they use a full volume representation, where we use a shell volume, and they do not include explicitly mod-

    eled hair strands.

    As an extension of Kajiya’s and Kay’s [11] shell vol- ume, Neyret [29] shows how mipmapping is useful for multiscale representation of geometry stored in shell volumes. Neyret [30] also suggests adaptive resolution

    by compression of the mipmap to suppress unvarying information. This compressed mipmap corresponds to a sparse voxel octree. Heitz and Neyret [9] present effi-

    cient use of a sparse voxel octree that accurately repre-

    sents tiny opaque geometry. Although this is a volume

    representation, it is more suitable for rendering vox- elized explicit fur [8]. As opposed to this, we use our

    shell volume to represent an anisotropic participating

  • Hybrid fur rendering: combining volumetric fur with explicit hair strands 3

    medium defined by hair densities and scattering prop- erties. Using a shell as in earlier work [11,29] instead of a sparse volume encapsulating the entire scene, we more easily obtain the orientation of the hair medium. In ad-

    dition, our use of triangular prisms instead of boxes enables us to build the shell volume for a triangle mesh in a straight forward way.

    There are many ways to model explicit hair strands. LeBlanc et al. [15] model each hair strand as a tube (a curved cylinder). At render time, these hair prim- itives are broken up into line segments and rendered as camera-facing geometry. In this way, each line seg- ment appears as a cylinder. Goldman [7] slightly mod-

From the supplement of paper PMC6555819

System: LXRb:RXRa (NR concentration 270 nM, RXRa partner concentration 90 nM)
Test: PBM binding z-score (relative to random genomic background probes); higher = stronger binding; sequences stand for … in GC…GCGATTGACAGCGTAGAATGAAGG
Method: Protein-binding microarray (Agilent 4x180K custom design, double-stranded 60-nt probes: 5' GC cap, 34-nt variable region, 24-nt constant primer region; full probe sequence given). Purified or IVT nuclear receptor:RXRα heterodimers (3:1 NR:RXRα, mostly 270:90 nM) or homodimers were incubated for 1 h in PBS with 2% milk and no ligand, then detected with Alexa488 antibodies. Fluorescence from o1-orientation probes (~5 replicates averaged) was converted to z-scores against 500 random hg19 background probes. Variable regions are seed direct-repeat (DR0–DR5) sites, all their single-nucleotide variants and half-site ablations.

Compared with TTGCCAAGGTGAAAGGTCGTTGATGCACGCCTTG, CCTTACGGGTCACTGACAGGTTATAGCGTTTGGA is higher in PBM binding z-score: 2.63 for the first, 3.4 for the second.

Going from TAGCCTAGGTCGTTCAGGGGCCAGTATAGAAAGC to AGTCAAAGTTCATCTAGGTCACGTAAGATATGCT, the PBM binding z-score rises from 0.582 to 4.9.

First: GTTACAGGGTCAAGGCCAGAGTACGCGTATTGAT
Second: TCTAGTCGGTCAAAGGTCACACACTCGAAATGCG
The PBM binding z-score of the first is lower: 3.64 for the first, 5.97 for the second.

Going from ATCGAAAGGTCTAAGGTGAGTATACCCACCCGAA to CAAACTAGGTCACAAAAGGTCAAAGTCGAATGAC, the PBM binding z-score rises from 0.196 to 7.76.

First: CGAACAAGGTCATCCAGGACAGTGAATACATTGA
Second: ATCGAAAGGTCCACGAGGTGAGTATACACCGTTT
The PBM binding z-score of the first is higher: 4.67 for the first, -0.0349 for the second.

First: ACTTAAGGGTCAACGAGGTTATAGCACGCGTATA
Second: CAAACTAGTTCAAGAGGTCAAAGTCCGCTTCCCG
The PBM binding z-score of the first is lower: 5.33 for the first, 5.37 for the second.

ifies this concept by using tubes with variable radius

    such that the hair segments become truncated cones. We use these tubes with variable radius for the model-

    ing of our explicit hair strands (Fig. 3(3)). Following the

    approach of Van Gelder and Wilhelms [35], we gener- ate explicit fur on a triangle mesh by randomly placing hair strands according to density and bending them ac- cording to gravity. We use cubic Bézier curves to shape the hair strands [1], and we apply grooming based on texture maps [27].

    Rendering of explicitly defined hair strands entails a number of problems in aliasing, shadowing, and light- ing [15,41]. The large number of rendering primitives is

    also a challenge with respect to memory and processing

    efficiency. To address these problems, LeBlanc et al. [15] describe a rasterization pipeline specifically for render-

    ing of explicit hair. In recent years, this pipe